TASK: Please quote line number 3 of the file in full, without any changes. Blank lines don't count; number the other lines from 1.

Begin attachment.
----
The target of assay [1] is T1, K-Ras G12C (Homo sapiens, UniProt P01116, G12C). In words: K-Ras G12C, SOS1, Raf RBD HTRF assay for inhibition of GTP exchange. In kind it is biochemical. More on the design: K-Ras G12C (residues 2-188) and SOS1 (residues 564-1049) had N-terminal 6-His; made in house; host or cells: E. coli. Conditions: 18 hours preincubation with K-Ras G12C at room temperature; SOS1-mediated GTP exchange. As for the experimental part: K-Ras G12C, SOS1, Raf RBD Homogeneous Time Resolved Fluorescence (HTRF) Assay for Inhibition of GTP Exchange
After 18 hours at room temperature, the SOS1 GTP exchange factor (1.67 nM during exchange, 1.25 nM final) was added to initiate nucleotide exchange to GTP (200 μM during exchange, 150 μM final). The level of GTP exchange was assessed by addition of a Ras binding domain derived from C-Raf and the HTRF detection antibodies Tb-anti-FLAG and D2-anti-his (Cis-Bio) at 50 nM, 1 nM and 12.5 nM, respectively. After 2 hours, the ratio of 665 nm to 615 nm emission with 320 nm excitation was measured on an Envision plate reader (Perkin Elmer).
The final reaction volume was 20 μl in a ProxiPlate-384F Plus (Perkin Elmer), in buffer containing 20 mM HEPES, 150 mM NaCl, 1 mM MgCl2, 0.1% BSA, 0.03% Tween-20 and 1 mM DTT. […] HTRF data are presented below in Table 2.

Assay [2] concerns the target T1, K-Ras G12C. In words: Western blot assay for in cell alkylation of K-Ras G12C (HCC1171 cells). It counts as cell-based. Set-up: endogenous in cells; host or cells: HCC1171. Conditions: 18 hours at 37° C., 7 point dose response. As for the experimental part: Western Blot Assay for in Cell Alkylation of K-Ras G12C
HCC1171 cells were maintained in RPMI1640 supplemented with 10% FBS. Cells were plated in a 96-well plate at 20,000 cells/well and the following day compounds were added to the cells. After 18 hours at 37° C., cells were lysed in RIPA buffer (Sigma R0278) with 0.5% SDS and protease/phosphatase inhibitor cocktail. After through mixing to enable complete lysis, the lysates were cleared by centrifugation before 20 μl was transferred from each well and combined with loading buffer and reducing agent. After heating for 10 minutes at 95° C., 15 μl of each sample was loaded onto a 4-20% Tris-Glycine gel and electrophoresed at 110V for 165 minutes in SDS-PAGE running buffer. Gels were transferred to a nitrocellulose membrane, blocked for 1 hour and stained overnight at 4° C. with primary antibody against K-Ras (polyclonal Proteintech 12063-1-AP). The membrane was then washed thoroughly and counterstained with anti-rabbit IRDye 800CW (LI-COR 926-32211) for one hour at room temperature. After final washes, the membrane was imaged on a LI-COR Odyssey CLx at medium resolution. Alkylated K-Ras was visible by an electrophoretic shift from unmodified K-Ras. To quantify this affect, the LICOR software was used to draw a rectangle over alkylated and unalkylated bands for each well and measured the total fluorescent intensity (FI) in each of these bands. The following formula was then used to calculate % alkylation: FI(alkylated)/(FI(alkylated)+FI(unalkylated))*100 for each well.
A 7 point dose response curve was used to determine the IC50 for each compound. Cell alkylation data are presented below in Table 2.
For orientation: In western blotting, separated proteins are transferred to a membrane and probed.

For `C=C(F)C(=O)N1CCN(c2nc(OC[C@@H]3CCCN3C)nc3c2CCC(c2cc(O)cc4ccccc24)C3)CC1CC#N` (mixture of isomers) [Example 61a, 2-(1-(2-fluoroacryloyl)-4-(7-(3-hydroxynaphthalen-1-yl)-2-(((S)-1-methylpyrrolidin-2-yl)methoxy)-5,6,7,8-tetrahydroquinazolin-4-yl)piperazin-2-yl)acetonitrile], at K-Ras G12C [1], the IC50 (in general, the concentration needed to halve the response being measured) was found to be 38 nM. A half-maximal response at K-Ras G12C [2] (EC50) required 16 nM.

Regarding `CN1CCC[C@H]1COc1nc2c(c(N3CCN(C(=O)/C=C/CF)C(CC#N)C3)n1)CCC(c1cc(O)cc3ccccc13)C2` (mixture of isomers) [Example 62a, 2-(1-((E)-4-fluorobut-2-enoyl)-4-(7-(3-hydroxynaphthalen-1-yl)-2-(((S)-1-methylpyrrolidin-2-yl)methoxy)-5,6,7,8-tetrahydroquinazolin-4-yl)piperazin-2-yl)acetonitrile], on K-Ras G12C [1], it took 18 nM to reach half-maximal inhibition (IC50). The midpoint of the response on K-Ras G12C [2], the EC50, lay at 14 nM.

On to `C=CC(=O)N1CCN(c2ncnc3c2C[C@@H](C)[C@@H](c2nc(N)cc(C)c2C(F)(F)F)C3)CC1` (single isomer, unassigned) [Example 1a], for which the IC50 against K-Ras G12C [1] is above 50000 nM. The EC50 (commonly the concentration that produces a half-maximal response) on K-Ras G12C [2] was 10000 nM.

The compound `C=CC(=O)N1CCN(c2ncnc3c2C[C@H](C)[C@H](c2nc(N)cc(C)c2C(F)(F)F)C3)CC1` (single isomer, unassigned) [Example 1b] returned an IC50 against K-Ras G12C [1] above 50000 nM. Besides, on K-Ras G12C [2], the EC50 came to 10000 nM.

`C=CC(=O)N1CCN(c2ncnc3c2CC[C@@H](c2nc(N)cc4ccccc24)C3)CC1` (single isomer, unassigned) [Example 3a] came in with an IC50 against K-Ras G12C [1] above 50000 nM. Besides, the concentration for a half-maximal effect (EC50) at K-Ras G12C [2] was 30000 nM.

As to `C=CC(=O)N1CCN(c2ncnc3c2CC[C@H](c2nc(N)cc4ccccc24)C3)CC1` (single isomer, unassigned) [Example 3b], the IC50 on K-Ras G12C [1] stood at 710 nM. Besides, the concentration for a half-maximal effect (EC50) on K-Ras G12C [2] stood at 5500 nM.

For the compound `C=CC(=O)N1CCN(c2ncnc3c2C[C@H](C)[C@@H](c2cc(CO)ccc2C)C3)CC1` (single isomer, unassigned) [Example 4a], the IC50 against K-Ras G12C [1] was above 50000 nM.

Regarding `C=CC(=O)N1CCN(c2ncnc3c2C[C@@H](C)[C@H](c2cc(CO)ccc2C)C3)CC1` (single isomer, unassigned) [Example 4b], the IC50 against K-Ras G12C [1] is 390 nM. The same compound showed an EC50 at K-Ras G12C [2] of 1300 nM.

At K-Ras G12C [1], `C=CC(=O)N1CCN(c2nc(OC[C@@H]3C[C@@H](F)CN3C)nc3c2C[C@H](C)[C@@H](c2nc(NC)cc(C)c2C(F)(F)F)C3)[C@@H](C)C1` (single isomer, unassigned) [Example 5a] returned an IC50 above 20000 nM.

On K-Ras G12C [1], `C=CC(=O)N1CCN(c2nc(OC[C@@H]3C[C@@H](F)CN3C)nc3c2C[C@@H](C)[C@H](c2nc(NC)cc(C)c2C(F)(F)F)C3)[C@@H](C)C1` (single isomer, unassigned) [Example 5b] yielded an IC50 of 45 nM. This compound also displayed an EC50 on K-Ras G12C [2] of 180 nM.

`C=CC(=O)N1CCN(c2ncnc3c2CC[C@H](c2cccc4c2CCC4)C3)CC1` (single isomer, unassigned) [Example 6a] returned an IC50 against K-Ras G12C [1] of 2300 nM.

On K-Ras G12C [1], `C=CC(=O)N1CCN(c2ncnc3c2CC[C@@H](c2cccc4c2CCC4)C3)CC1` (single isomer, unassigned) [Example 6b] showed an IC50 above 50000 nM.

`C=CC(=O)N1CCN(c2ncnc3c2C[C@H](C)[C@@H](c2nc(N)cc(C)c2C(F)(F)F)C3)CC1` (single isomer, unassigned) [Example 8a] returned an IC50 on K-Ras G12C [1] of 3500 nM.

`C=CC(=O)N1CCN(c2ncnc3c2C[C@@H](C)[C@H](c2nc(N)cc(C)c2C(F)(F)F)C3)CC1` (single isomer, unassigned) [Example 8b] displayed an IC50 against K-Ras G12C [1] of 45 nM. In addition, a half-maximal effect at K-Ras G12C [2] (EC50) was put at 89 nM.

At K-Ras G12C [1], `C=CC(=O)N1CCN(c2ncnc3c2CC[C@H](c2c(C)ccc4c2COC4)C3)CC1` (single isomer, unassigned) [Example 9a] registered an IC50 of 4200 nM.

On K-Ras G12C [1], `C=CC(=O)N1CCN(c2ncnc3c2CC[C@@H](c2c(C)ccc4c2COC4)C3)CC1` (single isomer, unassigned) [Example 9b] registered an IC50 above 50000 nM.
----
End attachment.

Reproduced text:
The final reaction volume was 20 μl in a ProxiPlate-384F Plus (Perkin Elmer), in buffer containing 20 mM HEPES, 150 mM NaCl, 1 mM MgCl2, 0.1% BSA, 0.03% Tween-20 and 1 mM DTT. […] HTRF data are presented below in Table 2.